Setting Writing Goals, Writer Thoughts, Writing Tips

Deleting Words

The last couple of weeks I have been setting up a new laptop much to the cat’s amusement. It’s a cheap, easy to use replacement for the old secondhand one. That gave a warning before it was about to die. It didn’t take long for the cat to work out that the keyboard is low and comfortable to walk on. The cat’s favourite button is the ‘backspace’. It cannot understand why I have an issue with that. Needless to say it knows I have a habit of deleting the last two words I wrote.


Two words, and the writing session kicks in. Not what I was expecting to find, apparently I need an unfinished sentence… Hmm, I will have to think about that. Well what do you know, it works. Everyone has their own quirks and it’s taken a while to find mine. There are so many times when the process has had to stop and start. It makes finding the little nuances critical. It’s like finding that all important first step that leads to another, then another.

Keeping Track

There is nothing quite like keeping track and stickers are not for me. I have a highlighter pen, a calender, and jot down how many words I wrote. Gaps are part of the schedule, but it’s easier to acknowledge them than try and do too much. The cat has claimed half my desk and insists on glaring at me. While purring at the same time when I type away on the keyboard. The look says ‘you should be writing’. I continue because I really don’t want any more words deleted. Thank you cat for being so supportive and taking an interest in my keyboard.

Writer Thoughts, Writing Tips

Know Your Genre

Imagine you are making a mad dash because you are running late. You see an old friend who has heard you wrote a novel and wants to know more. You don’t have long and blurt out. ‘It’s a young adult fantasy series with dragons, wizards, and sorcery.’ Then wave goodbye. This is exactly how I describe my book to people when I am unsure if they like the genre. Guess what? Your first goal as a writer is to find out who is not your audience. When you know your genre you can whittle it down to the key bits of information. It is a starting point, like a secret code that is easily understood by your real audience. Key words in a genre can mean so much. It can help find your audience in a short space of time by relying on familiarity.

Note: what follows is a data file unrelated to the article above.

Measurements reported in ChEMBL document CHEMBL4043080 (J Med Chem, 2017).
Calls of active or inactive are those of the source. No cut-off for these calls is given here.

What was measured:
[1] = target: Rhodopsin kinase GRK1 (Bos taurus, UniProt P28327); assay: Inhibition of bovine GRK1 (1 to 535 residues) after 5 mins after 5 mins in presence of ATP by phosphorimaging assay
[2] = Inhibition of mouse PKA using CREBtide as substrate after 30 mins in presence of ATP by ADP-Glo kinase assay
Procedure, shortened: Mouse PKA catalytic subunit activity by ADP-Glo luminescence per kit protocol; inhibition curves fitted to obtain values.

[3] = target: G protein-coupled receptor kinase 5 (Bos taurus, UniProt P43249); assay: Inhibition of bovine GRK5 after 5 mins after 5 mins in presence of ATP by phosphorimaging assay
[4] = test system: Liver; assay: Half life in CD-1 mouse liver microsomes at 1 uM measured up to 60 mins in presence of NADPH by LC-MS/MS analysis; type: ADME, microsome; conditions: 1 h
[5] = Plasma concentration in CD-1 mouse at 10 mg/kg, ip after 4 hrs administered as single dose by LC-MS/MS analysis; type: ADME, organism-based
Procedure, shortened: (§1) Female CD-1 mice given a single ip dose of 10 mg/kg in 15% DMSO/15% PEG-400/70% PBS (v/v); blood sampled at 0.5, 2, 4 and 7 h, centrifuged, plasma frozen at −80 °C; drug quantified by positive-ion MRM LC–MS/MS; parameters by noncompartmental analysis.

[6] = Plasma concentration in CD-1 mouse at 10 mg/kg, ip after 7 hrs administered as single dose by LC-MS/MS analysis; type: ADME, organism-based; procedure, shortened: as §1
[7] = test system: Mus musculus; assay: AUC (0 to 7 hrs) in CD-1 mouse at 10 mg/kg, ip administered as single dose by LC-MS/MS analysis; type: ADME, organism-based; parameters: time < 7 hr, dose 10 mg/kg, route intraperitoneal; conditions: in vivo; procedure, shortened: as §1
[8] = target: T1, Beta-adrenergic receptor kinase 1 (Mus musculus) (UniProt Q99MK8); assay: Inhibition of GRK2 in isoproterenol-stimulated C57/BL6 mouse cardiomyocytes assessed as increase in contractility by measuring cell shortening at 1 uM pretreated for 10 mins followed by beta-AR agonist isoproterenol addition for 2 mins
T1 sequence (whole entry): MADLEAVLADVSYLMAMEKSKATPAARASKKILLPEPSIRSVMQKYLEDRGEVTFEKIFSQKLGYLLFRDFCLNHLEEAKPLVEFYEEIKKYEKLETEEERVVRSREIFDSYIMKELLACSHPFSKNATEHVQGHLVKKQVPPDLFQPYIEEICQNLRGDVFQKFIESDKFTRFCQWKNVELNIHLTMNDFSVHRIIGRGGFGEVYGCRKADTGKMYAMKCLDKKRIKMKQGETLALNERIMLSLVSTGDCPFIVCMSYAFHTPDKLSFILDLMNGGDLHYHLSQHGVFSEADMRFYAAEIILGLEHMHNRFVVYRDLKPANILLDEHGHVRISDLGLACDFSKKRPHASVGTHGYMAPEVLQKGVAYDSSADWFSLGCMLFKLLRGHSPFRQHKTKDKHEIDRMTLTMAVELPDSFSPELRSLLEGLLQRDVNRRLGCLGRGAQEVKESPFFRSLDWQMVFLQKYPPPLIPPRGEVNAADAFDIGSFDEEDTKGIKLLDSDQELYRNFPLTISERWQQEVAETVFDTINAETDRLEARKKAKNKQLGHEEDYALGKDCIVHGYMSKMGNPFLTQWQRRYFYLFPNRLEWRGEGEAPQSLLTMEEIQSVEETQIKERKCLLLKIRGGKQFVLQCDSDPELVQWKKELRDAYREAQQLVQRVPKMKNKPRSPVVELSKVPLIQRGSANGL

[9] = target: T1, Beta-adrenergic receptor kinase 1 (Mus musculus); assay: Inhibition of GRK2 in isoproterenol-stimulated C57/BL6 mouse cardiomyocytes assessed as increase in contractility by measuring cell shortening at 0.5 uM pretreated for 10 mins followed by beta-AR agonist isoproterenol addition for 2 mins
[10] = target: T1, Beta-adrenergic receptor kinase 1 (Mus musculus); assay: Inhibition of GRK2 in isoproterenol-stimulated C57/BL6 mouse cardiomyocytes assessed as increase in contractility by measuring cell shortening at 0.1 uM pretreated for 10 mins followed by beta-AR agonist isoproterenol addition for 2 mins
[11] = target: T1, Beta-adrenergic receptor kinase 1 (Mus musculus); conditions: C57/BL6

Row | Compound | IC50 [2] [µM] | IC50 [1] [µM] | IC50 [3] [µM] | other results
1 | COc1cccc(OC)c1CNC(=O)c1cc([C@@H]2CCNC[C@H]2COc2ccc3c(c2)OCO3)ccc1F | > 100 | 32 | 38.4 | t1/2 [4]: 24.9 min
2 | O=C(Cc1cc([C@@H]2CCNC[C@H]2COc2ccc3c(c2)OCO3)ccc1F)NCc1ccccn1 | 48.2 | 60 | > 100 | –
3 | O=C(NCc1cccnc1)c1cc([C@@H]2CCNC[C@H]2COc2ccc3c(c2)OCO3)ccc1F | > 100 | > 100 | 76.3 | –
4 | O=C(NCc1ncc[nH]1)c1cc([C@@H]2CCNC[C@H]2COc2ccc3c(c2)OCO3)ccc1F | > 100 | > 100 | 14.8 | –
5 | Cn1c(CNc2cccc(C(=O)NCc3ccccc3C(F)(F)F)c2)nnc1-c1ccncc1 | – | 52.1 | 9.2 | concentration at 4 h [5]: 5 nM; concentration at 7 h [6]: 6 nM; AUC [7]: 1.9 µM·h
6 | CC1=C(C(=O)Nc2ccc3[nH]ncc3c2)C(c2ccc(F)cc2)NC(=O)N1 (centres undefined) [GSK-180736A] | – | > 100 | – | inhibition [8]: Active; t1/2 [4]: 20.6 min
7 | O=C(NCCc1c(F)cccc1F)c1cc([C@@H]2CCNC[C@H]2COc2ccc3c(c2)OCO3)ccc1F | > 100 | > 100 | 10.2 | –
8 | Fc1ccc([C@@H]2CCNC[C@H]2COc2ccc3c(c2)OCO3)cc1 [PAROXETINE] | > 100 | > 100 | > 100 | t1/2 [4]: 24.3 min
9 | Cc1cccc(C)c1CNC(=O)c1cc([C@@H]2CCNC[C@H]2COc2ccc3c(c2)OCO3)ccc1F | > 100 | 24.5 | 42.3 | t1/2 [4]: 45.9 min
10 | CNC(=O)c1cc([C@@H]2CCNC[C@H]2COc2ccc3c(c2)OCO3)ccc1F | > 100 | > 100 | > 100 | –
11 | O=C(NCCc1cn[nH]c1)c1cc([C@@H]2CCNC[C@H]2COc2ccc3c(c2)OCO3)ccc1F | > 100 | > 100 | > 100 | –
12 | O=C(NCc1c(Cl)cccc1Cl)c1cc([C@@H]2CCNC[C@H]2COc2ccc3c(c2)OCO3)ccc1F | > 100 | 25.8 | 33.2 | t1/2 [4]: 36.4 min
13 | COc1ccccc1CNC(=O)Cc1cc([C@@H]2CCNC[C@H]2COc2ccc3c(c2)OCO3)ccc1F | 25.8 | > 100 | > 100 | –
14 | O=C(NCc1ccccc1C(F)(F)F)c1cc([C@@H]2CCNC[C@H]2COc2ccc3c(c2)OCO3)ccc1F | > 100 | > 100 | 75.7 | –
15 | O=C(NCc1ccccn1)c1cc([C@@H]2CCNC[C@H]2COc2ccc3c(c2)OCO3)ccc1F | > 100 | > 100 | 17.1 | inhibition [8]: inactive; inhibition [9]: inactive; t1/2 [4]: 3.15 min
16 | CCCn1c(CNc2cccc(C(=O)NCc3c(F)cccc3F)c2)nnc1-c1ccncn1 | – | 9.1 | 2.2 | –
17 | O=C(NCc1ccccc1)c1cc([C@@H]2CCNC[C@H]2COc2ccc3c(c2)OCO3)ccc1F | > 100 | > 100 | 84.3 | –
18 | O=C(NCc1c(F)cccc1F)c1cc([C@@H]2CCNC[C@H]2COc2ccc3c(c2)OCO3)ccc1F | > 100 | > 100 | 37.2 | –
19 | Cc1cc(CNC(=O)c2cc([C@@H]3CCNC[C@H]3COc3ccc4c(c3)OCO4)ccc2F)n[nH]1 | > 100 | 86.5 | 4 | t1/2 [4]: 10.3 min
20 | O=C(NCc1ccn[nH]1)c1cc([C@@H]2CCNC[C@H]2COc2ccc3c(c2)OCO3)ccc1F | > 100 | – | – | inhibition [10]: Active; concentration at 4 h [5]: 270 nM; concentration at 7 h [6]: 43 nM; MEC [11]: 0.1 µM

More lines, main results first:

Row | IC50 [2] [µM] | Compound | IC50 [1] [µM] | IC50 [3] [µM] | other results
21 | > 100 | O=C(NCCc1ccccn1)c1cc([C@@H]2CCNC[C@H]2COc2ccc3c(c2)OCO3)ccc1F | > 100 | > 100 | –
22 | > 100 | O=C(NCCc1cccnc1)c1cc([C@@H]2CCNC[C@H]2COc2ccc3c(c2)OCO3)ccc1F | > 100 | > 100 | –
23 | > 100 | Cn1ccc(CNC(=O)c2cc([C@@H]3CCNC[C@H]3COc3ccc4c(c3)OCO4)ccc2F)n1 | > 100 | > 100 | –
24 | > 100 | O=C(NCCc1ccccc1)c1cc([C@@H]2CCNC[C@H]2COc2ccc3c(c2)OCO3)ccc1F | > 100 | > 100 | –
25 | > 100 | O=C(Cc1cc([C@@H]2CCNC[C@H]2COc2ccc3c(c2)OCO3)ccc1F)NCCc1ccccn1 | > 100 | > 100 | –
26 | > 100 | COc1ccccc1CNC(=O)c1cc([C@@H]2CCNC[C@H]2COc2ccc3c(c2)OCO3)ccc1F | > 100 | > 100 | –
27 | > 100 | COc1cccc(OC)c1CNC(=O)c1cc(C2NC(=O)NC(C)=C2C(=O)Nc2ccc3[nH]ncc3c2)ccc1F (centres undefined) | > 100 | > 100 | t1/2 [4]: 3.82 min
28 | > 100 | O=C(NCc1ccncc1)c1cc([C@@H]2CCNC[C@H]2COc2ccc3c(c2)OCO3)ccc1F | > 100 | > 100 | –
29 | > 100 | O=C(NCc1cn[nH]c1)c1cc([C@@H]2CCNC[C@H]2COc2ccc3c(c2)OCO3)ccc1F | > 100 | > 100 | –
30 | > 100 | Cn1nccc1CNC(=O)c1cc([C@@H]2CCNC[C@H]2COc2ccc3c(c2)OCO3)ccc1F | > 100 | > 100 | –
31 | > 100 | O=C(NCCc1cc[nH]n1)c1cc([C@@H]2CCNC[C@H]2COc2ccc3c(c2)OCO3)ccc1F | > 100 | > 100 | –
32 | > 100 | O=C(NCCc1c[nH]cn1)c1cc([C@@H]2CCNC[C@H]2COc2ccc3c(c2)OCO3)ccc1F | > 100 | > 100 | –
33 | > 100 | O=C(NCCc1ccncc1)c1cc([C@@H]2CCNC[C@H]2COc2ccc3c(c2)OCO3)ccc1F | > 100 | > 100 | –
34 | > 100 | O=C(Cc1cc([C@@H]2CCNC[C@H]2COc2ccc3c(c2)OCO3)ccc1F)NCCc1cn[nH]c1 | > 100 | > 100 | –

What Does a Genre Achieve?

So you have spent ages writing and are unsure about the genre of your story. The real issue with this is that you, the writer are your story’s biggest advocate. If you are unsure this can magnify the confusion many times over. A genre helps find an audience by using themes and styles that already exist. Every story may be a little different. The key is finding the familiar threads so you can explain it in a clear manner. It acts as a guide to let your audience know what to expect. More importantly it lets them know what not to expect.

Each Genre has a Style

I was wandering through a shop and saw a book with a cover that said ‘fantasy’. I checked the blurb to make sure and it suggested fantasy. You can imagine what happened next… It was paranormal romance. My point is, you don’t have to get the exact details right just the basics. When you choose a genre your choice is there to help your audience find your story. Your tagline, blurb and book cover all become an important message to your reader. Knowing your genre can add an extra layer of information to help your audience.

Editing Tips

To Format or Not to Format?


It has been a busy few months making last minute changes to a long overdue goal. After three years of sitting on a third manuscript, finally all the slow tiny steps have begun to add up. Getting this ready has been a saga in of itself, but for the moment I will concentrate on formatting. This area required research and there are more options out there. So when you reach this stage, take a peek at the advice and programmes before making a final decision.

Assess Your Abilities

This is about time, ability to learn and what you wish to take on. My background consists of using both drawing and word programmes. I have a genuine interest in learning new programmes. After doing a bit of research and assessing my long term goals. I made the big leap and purchased a copy of Adobe InDesign. I realise this is not for everyone, but since formatting is a goal it was an investment. Most people I know have opted to pay for someone else to do the formatting for hardcopy. There are currently a range of programmes that make it easy to create an eBook (epub or mobi file). I find more people I know are comfortable with using a programme to convert a manuscript to an eBook. Since there are quite a few programmes and services there is no ‘one size fits all’. So take the time to look around before making the final decision.

Getting Down to Work

Way back when I began writing a novel the first thing I did was go to my bookshelf and study how books are formatted. The number of lines to a page, words to a line and different page headers. Formatting the hardcopy (paperback) is about making a book look like a book. Don’t laugh, there is actually quite a bit to it from the genre to the standard requirements. For example, the back cover will have the genre in small print near the bottom to make it easier to identify. In addition a page header is there for the reader to know the chapter. Formatting is not for everyone, but it is worth doing a little research so you know what to look for.